Ever since 2016, the internet has made a tradition out of celebrating surveillance capitalism in the guise of tailored reports that recap our habits of the year. Following the launch of Spotify Wrapped—the coveted feature that fans routinely grind towards and base their entire personality around when it drops every December—the concept of a ‘year-in-review’ has gripped most digital services today.
While Apple Music has its revamped Replay feature and YouTube Music offers a Recap experience, Deezer releases its summaries in the form of #MyDeezerYear and Amazon Music generates rather disappointing playlists for users. Heck, even Reddit has its own Recap feature that illustrates the amount of time you spent shitposting and visiting various subs in the hopes of finding a custom long Furby.
Over the past few years, Spotify Wrapped’s impact has catapulted the feature as a cultural reset among gen Zers and millennials alike. Today, both generations expect every single online platform to track and judge their data in exchange for aesthetic statistics they can share with the rest of the world. And, as it turns out, their dating lives are no exception.
A Spotify Wrapped report essentially gives you insights about your top five artists, genres and songs, audio personality (what even is Sorrow Escapism Liminal Space?), and amount of minutes listened. Now, imagine such information being pulled from your miserable presence on dating apps like Bumble, Tinder, Hinge, OkCupid, and more.
If you ask me, the report would read something like this: “In 2022, you swiped right on 26 crypto bros and 38 people named Matt. You went on a sum total of 25 dates with your matches, out of whom 5 kittenfished you, 13 ghosted you right after, and 2 blocked and reported your profile to our teams. You took 150 screenshots of cringey profiles to share with your WhatsApp group chat, and even rage quit our app 7 times. What was that all about, huh?”
“You also received 57 unsolicited gym selfies, but to top things off, you were among the top 1 per cent of users who slid into people’s DMs at 3 am! Congratulations, your dating app rizz is doomed beyond recovery!”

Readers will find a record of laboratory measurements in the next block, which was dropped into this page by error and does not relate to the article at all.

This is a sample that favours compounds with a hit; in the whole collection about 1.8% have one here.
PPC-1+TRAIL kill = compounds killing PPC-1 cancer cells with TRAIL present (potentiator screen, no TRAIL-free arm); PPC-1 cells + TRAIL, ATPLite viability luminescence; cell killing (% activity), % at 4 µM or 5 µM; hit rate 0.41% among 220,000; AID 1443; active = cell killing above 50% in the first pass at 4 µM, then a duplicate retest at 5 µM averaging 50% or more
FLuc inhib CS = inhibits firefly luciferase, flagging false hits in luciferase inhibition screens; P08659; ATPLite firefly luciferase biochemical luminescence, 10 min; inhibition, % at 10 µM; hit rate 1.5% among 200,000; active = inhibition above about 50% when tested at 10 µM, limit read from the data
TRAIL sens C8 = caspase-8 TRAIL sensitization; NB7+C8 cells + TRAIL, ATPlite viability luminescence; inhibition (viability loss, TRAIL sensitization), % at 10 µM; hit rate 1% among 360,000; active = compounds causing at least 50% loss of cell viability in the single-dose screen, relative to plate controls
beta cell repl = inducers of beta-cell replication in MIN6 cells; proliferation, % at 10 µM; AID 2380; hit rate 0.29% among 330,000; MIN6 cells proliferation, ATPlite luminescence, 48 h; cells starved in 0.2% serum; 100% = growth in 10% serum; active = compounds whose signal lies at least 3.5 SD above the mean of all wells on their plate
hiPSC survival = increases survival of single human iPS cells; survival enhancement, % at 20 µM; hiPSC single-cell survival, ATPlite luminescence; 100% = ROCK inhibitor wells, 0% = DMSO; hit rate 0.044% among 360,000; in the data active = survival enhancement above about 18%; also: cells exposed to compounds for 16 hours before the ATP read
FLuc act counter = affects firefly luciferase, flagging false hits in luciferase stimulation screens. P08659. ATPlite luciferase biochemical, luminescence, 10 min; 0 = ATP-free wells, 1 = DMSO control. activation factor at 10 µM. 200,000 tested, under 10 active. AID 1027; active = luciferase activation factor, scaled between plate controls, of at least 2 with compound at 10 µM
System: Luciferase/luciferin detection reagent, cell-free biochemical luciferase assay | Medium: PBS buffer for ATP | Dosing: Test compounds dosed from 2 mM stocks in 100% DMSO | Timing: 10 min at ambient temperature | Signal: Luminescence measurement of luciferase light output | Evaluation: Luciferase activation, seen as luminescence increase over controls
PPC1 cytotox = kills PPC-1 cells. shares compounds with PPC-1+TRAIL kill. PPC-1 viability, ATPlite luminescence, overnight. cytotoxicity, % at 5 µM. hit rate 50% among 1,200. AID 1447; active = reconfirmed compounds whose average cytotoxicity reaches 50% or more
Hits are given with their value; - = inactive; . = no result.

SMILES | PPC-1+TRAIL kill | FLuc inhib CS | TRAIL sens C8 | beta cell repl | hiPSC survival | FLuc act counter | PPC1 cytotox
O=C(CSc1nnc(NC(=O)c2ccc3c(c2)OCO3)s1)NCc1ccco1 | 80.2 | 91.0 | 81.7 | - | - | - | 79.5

It’s worth noting that the conversation about dating apps having their own year-in-review feature has been making the rounds for a while now. In 2020, comedian Grace Hayes went viral after she uploaded her DIY Bumble Wrapped on TikTok. Leveraging the green screen effect, Hayes curated #bumblewrapped on the video-sharing platform—with 44,800 views and counting. The clip was so popular that even Bumble left a comment stating: “This is AMAZING. Inspiring us 😏😏”
The following year, software engineer Niko Draca created a third-party website for Hinge users to generate their own Wrapped reports. “First thing you’ll see is how many people you encountered on the app and how many you said yes to,” Draca explained in the widely-circulated clip. “Then you’ll see all of the likes, rejections, matches, etc over the year. You can also see what time of the day you sent the most chat messages, how many people you chatted with in total, and how long those conversations lasted.” Apart from the top three emojis, the website additionally provided users with a word cloud made up of the terms they deployed the most in DMs.
Draca was undoubtedly the trailblazer for Hinge Wrapped, and it’s safe to say that the dating app has been real quiet since the video went viral.
Fast forward to 2022, TikTok users have now taken things up a notch with a trend called ‘Dating Wrapped’—where they are seen brutally recapping their past year in romance in hopes of manifesting a better love life. Here, insights are no longer restricted to a single dating app. Instead, they focus on the participants’ relationship exploits in general, including how they met their matches, what they did on first dates, and how many times they cried over someone.
All of the data is then collated onto… a PowerPoint slideshow, and the deck is later presented using a laptop angled towards the viewers.
“[This is] truly one of the most depressing things I’ve ever done,” said Toronto-based TikToker Alexandria McLean in her video which is believed to have kicked off the trend. “I went on 21 first dates… Yikes! I met 66 per cent [of matches] on Bumble and 33 per cent on Hinge. In terms of where we went, activity and dinner are tied at 30 per cent, coffee [and] walking dates [are] at 28 per cent, and drinks are 42 per cent. I don’t know why I went on so many walking dates, I hate walking dates.”